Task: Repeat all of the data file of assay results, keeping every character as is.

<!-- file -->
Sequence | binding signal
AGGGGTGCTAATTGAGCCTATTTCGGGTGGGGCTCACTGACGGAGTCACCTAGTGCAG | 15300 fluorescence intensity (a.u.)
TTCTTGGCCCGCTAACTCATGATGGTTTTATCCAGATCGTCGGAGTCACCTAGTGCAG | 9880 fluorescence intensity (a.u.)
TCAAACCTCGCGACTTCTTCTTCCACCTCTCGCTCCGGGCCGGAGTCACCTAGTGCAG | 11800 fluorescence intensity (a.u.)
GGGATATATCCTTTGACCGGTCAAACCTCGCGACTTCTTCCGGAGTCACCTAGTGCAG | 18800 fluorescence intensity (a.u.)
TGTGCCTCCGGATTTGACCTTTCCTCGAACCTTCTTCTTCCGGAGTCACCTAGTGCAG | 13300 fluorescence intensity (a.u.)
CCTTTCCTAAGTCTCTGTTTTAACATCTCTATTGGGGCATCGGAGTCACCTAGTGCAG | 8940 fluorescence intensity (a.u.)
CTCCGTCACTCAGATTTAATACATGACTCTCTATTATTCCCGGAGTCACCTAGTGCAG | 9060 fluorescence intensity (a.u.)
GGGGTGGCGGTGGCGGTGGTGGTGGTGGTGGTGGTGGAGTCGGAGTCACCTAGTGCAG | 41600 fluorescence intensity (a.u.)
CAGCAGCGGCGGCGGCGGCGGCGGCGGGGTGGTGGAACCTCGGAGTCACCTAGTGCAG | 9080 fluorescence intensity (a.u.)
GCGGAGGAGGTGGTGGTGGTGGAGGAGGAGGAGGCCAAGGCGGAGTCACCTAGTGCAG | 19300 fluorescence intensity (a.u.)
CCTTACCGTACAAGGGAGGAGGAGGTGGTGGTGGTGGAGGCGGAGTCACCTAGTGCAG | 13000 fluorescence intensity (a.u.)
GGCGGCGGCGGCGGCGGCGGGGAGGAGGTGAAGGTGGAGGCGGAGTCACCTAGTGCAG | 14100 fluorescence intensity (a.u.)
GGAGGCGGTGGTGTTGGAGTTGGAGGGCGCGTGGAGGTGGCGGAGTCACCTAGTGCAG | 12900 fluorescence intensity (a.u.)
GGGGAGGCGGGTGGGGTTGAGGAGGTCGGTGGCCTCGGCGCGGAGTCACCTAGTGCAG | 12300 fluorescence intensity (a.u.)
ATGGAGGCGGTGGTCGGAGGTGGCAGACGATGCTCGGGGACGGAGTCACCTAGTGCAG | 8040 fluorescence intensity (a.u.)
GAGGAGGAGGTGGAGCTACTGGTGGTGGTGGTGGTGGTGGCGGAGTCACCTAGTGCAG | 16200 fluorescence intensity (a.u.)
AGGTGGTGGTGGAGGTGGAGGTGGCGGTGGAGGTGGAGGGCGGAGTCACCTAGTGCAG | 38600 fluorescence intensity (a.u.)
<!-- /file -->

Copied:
Sequence | binding signal
AGGGGTGCTAATTGAGCCTATTTCGGGTGGGGCTCACTGACGGAGTCACCTAGTGCAG | 15300 fluorescence intensity (a.u.)
TTCTTGGCCCGCTAACTCATGATGGTTTTATCCAGATCGTCGGAGTCACCTAGTGCAG | 9880 fluorescence intensity (a.u.)
TCAAACCTCGCGACTTCTTCTTCCACCTCTCGCTCCGGGCCGGAGTCACCTAGTGCAG | 11800 fluorescence intensity (a.u.)
GGGATATATCCTTTGACCGGTCAAACCTCGCGACTTCTTCCGGAGTCACCTAGTGCAG | 18800 fluorescence intensity (a.u.)
TGTGCCTCCGGATTTGACCTTTCCTCGAACCTTCTTCTTCCGGAGTCACCTAGTGCAG | 13300 fluorescence intensity (a.u.)
CCTTTCCTAAGTCTCTGTTTTAACATCTCTATTGGGGCATCGGAGTCACCTAGTGCAG | 8940 fluorescence intensity (a.u.)
CTCCGTCACTCAGATTTAATACATGACTCTCTATTATTCCCGGAGTCACCTAGTGCAG | 9060 fluorescence intensity (a.u.)
GGGGTGGCGGTGGCGGTGGTGGTGGTGGTGGTGGTGGAGTCGGAGTCACCTAGTGCAG | 41600 fluorescence intensity (a.u.)
CAGCAGCGGCGGCGGCGGCGGCGGCGGGGTGGTGGAACCTCGGAGTCACCTAGTGCAG | 9080 fluorescence intensity (a.u.)
GCGGAGGAGGTGGTGGTGGTGGAGGAGGAGGAGGCCAAGGCGGAGTCACCTAGTGCAG | 19300 fluorescence intensity (a.u.)
CCTTACCGTACAAGGGAGGAGGAGGTGGTGGTGGTGGAGGCGGAGTCACCTAGTGCAG | 13000 fluorescence intensity (a.u.)
GGCGGCGGCGGCGGCGGCGGGGAGGAGGTGAAGGTGGAGGCGGAGTCACCTAGTGCAG | 14100 fluorescence intensity (a.u.)
GGAGGCGGTGGTGTTGGAGTTGGAGGGCGCGTGGAGGTGGCGGAGTCACCTAGTGCAG | 12900 fluorescence intensity (a.u.)
GGGGAGGCGGGTGGGGTTGAGGAGGTCGGTGGCCTCGGCGCGGAGTCACCTAGTGCAG | 12300 fluorescence intensity (a.u.)
ATGGAGGCGGTGGTCGGAGGTGGCAGACGATGCTCGGGGACGGAGTCACCTAGTGCAG | 8040 fluorescence intensity (a.u.)
GAGGAGGAGGTGGAGCTACTGGTGGTGGTGGTGGTGGTGGCGGAGTCACCTAGTGCAG | 16200 fluorescence intensity (a.u.)
AGGTGGTGGTGGAGGTGGAGGTGGCGGTGGAGGTGGAGGGCGGAGTCACCTAGTGCAG | 38600 fluorescence intensity (a.u.)